By: Randy Tucker
I grew up on United States Air Force Bases. I was born at Lake Charles, Louisiana where my dad was stationed with a B-47 wing in the late 1950s. We moved from there to Ramey Air Force Base, in Puerto Rico, to Blytheville in Northeast Arkansas, and finally to Travis and Mather Air Force bases in California.
As an early teenager, I was able to hold and check out one of the coolest weapons I’d ever seen at the time. It was the M6 Survival Rifle. The M6 I handled was made by Ithaca, but Springfield Armory also produced them.
The M6 was just as its name implied, a survival rifle. It was a simple over-under single shot .22 on top with a .410 shotgun underneath. I later learned it came in three models, with a .22 Hornet, a .22 long rifle, and a .22 magnum version, all over the trusty, lightweight .410 shotgun barrel.
A .22 was common to kids in the 1960s; I remember watching an episode of the “Andy Griffith Show” where Opie says to Andy, “It’s not much, they were just shooting .22s.” Imagine that statement on a primetime comedy today, call the counselors, get the news team in here, let’s start an endless debate on how evil this statement is!
But the show was from the early 60s, when America was much less sensitive to every issue, and commonsense still held sway over hysteria.
The .410 was my grandmother’s weapon. Clara Gasser immigrated from Switzerland to join my grandfather Eugene in the wilderness of central Wyoming in 1921. Grandma’s favorite weapon was her single shot Harrington and Richardson .410.
Legend has it that she once shot a chicken hawk that had taken one of her baby chicks from the pen right in front of her. She dropped the hawk, and the chick staggered away, dizzy but otherwise unhurt.
While the M6 was the coolest thing I’d ever seen, I wouldn’t say it was the only gun I’d choose if I could pick only one.
That weapon would be a Remington 870 pump shotgun, in 12 gauge, chambered to handle three-inch shells.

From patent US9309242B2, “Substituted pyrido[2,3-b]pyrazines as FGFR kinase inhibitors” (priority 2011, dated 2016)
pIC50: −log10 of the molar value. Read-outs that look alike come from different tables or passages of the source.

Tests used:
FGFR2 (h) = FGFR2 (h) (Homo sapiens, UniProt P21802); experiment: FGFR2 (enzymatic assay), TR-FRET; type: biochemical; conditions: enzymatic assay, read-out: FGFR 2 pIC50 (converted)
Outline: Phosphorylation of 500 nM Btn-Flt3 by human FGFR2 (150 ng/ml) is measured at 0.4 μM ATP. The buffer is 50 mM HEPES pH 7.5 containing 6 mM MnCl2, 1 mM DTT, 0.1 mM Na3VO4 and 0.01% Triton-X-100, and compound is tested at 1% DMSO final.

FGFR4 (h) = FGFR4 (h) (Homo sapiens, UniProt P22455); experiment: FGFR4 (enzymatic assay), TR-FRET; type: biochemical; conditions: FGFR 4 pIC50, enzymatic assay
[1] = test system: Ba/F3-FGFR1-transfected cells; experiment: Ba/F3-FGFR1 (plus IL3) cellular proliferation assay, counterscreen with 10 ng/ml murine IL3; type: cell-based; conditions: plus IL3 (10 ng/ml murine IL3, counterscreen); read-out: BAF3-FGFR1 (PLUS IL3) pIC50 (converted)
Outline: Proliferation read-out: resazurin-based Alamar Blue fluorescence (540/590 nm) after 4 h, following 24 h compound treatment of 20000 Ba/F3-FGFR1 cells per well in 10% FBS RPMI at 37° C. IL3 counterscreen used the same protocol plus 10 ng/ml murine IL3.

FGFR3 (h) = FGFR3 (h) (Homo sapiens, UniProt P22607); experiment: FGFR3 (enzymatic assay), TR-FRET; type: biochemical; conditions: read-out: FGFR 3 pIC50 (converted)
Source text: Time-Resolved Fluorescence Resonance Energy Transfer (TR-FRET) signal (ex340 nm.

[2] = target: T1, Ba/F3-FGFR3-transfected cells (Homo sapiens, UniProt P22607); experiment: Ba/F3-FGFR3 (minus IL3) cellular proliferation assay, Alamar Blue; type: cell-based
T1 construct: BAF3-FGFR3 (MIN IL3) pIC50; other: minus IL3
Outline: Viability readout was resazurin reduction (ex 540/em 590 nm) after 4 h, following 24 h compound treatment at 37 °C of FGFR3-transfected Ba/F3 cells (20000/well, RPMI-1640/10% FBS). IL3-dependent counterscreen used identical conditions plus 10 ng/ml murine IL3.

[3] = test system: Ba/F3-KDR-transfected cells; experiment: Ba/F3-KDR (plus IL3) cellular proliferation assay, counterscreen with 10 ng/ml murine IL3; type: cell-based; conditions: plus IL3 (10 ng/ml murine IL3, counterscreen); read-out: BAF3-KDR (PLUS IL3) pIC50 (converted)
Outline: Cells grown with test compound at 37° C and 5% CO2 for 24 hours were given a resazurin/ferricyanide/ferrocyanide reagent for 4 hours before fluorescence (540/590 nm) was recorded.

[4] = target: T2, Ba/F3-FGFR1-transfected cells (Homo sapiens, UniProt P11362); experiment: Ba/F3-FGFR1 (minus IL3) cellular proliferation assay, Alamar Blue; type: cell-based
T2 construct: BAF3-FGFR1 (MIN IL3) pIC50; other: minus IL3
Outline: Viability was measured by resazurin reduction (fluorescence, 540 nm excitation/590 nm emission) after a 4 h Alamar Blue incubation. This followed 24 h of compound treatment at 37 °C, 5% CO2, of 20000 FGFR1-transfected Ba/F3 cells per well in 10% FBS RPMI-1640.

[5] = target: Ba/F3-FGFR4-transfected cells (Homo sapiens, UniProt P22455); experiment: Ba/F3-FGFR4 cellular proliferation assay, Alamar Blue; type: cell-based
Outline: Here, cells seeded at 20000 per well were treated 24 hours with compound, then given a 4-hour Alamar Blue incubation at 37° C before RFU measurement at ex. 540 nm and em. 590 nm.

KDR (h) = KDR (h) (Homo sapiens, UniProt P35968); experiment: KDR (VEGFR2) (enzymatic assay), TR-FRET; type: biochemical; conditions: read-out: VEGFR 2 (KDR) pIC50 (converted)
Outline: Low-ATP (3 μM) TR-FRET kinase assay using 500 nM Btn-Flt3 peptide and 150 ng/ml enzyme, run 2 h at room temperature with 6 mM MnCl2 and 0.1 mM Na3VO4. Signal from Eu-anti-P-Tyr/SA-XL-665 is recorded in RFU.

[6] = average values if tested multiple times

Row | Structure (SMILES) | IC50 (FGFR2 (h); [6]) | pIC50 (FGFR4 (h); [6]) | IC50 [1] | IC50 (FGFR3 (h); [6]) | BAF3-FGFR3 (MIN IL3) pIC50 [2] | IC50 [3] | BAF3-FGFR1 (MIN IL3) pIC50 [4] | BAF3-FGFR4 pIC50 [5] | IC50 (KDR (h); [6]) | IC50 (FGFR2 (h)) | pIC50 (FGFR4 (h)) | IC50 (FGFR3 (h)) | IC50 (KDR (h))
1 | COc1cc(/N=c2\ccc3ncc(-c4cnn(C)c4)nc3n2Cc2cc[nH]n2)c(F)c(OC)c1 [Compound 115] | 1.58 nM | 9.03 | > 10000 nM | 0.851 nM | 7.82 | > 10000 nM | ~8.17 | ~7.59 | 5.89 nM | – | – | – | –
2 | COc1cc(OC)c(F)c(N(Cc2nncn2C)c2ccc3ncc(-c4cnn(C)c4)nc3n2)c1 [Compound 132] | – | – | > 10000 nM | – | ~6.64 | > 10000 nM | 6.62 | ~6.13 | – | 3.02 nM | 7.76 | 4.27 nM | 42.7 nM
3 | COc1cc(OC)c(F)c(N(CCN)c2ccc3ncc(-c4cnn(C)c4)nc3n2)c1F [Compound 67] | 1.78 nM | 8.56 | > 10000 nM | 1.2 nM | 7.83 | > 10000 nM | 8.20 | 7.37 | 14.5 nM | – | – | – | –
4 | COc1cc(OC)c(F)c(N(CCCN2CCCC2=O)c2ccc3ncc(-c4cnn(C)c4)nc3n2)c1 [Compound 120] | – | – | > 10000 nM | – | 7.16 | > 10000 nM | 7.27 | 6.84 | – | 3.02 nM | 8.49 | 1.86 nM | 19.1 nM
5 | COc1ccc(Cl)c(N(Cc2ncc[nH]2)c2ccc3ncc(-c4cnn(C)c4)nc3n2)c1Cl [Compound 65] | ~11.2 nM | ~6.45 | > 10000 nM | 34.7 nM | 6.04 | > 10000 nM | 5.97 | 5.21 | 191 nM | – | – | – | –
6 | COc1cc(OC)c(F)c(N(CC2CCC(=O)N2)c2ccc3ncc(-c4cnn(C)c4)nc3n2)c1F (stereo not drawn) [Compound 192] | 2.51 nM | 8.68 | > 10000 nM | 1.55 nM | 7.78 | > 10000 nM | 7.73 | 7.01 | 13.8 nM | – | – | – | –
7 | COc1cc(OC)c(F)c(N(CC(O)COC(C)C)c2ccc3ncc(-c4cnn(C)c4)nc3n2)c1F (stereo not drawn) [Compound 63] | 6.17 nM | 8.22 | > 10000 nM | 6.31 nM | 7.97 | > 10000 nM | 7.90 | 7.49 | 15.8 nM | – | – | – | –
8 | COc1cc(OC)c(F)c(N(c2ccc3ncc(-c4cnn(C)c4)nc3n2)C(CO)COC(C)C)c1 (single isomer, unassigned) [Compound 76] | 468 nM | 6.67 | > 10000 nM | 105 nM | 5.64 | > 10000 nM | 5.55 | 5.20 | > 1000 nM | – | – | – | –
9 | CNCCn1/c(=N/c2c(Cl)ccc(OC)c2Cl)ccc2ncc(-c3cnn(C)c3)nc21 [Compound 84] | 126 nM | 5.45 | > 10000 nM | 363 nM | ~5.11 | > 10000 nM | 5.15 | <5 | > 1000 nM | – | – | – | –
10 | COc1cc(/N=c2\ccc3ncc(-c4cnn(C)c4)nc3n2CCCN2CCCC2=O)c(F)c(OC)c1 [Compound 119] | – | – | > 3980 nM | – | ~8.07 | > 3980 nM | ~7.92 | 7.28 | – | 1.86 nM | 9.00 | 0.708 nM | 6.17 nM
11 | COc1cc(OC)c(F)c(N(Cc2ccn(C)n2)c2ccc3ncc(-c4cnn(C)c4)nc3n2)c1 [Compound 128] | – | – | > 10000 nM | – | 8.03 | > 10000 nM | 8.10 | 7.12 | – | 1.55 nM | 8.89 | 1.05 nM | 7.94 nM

I have one my parents bought me in 1982, a shotgun that replaced my trusty 12-gauge Iver Johnson single shot for most hunting uses.
The 870 is the best pump on the market in my opinion and is easy to maintain, easy to clean, and easy to repair if it ever breaks. The slides are virtually indestructible, and that is a big issue if you’re ever alone in the wilderness.
Mine has a round barrel, but I’d take a ventilated rib over the original round feature just for sighting purposes.
With the three-inch chamber you can fire some very powerful rounds. From nine shot, all the way to .00 buckshot and even slugs, the 870 can deliver in a variety of circumstances.
Many will tell you they keep a .357 magnum or a 1911 .45 acp for home defense. I have a 1911 that I’d never part with too, but if I encountered a home invasion, the 870 would do that job the best as well.
Nothing says you’re serious like a couple of 12 gauge rounds ripping through a door.
Josh Turner wrote the hit country song, “Lord Have Mercy on a Country Boy” a few years ago, and it contains a key lyric for those of us living on the edge of the wilderness. “There wasn’t no place I couldn’t go with a 22 rifle and a fishing pole.” Yep, a bolt action .22 would be my second choice.
But another song explains the 870 as my weapon of choice. “I got a shotgun, a rifle, and a 4-wheel drive, and a country boy can survive, country folks can survive,” Hank Williams Jr. sang in “A Country Boy Can Survive.”
You’ll notice the shotgun is mentioned first.
Randy Tucker is a retired history teacher and freelance writer from western Wyoming. He has a lifetime of experience in farming, ranching, hunting and fishing in the shadow of the Wind River Mountains. Contact him at firstname.lastname@example.org.
Photo Courtesy of Remington.com.